Dora Ottati’s journey with Stage III breast cancer has taken her from devastation to gratitude.
When she first felt a lump in her left breast, her husband was more concerned than she, but once she had a mammogram and biopsy, that changed. Her cancer was aggressive.
“I was devastated. I thought it was the end of my life. When the doctor told me it was not a death sentence, I felt a little better.”
She clung to the Bible verse that says, “I can do all things through Christ who strengthens me.”
At Lyndon B. Johnson Hospital, Dora had tests “from head to toe.” The tests confirmed the cancer was confined to her left breast and lymph nodes.
“Once I got to LBJ, I felt better,” she remembers. “Someone was taking care of me. I love that about the hospital. They treated me with love and smiles. I was part of the medical team, and it was a big team.”
Dora had five months of chemotherapy and a mastectomy of her left breast. She went to Smith Clinic for a month of radiation therapy. She loved both places.
“When I finished chemo, I cried because I wouldn’t see the staff again. They treated me like family. My doctor is awesome. I love to go to Smith Clinic too. When you’re sick, especially with cancer, you need hugs and love and to hear that everything will be okay. I got that. At Smith and LBJ, I could forget I had cancer.”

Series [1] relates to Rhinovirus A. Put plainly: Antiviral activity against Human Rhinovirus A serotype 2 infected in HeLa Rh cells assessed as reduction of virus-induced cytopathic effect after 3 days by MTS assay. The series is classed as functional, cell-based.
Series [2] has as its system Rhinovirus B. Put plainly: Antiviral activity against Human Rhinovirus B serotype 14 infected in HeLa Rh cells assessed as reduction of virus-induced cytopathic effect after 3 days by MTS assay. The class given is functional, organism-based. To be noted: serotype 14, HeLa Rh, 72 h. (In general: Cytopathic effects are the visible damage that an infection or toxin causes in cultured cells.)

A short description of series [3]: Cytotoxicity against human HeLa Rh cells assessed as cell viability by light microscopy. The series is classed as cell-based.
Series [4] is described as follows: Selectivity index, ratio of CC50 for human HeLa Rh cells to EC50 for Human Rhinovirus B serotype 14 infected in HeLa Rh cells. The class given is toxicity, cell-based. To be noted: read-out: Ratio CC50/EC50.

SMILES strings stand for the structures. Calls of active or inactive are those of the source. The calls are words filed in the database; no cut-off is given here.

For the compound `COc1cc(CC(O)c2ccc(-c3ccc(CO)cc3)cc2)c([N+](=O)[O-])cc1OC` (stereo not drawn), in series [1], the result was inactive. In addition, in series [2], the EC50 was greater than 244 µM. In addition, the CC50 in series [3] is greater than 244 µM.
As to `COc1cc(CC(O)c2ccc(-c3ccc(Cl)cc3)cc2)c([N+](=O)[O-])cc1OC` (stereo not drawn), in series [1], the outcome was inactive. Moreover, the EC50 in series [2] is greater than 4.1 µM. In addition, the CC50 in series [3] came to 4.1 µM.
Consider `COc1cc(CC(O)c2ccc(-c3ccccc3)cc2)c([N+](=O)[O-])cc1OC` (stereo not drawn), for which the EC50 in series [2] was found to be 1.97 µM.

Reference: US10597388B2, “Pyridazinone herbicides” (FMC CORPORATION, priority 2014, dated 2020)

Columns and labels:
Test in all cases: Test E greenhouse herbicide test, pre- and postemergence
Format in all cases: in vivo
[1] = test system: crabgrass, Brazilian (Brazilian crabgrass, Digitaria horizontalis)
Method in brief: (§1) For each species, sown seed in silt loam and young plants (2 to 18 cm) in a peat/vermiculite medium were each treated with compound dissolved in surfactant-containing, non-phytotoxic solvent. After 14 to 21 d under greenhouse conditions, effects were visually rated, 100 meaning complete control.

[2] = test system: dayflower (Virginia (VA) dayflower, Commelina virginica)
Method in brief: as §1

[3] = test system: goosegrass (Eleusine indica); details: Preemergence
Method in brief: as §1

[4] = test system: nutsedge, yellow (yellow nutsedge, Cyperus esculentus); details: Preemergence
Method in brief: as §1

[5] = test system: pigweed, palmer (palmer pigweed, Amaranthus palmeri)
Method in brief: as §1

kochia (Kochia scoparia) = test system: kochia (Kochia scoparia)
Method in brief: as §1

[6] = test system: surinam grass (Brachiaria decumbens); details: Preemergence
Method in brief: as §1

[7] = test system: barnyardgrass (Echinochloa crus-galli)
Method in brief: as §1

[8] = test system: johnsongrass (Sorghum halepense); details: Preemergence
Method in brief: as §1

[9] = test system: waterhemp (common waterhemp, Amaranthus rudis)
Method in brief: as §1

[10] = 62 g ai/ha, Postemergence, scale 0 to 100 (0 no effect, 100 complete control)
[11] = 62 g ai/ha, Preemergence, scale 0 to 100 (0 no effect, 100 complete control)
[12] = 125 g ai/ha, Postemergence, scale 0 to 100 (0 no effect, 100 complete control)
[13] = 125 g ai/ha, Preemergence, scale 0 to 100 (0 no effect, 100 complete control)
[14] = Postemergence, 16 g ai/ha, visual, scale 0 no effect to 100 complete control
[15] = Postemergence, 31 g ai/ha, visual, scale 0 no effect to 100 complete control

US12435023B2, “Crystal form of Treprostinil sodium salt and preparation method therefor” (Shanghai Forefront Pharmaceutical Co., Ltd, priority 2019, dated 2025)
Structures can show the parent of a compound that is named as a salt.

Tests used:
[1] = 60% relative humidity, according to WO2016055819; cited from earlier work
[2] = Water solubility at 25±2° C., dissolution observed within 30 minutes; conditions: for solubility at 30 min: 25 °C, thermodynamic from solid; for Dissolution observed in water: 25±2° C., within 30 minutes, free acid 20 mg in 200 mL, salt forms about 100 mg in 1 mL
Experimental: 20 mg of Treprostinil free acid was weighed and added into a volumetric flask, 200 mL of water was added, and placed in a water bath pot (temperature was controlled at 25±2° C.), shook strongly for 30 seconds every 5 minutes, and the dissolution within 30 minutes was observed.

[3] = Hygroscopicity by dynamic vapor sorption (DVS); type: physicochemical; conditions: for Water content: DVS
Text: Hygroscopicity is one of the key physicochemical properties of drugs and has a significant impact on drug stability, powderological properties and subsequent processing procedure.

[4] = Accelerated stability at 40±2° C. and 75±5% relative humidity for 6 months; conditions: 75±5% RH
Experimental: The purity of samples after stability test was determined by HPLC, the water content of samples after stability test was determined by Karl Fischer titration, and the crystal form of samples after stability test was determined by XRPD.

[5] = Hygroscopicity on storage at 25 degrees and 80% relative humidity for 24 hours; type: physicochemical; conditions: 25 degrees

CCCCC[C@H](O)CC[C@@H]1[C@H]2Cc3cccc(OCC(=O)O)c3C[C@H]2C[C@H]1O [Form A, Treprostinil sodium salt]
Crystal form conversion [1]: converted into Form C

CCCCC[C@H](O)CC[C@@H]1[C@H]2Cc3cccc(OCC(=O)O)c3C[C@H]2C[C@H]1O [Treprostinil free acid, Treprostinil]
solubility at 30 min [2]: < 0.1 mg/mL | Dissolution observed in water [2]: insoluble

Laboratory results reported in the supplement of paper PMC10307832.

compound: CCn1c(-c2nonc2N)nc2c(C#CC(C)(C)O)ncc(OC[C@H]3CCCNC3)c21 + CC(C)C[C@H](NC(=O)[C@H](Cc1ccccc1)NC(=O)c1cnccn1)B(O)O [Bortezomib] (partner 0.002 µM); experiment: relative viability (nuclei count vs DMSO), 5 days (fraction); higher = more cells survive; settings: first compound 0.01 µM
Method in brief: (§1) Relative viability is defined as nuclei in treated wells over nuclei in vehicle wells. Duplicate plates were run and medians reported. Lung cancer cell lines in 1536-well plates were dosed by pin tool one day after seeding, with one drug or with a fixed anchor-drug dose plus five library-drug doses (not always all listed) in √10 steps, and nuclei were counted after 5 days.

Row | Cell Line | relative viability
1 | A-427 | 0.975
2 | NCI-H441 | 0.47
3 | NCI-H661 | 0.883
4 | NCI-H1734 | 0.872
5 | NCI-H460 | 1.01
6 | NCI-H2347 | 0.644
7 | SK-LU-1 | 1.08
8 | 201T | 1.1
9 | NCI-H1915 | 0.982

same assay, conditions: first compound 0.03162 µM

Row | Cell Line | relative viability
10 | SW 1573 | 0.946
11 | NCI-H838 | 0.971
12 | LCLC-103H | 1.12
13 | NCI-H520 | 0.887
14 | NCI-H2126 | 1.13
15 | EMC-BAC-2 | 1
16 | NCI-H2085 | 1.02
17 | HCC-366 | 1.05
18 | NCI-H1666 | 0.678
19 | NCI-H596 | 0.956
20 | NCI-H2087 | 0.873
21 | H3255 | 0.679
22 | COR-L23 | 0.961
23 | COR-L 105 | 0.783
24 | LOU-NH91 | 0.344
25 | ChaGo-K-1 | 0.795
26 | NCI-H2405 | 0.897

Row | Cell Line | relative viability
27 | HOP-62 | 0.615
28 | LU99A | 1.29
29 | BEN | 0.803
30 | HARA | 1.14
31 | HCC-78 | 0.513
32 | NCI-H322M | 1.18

Dora made many lifestyle changes. She eats no red meat, drinks green tea and water, eats more fruits and vegetables. She loves to be outside and walks three times a week. She prays often.
Her advice for others with cancer: “Have faith. Look for friends who can be supportive and are willing to help. Let them help. Follow the doctor’s recommendations. Be happy. Dance. Be positive. Look for light — it’s there.
“On this side of treatment, I see my life differently. I see trees and the sun differently. I hug my husband and boys and tell them I love them more often. Everything is more important now.
“I love my new hair, my new skin. This is my new body, and I love it.”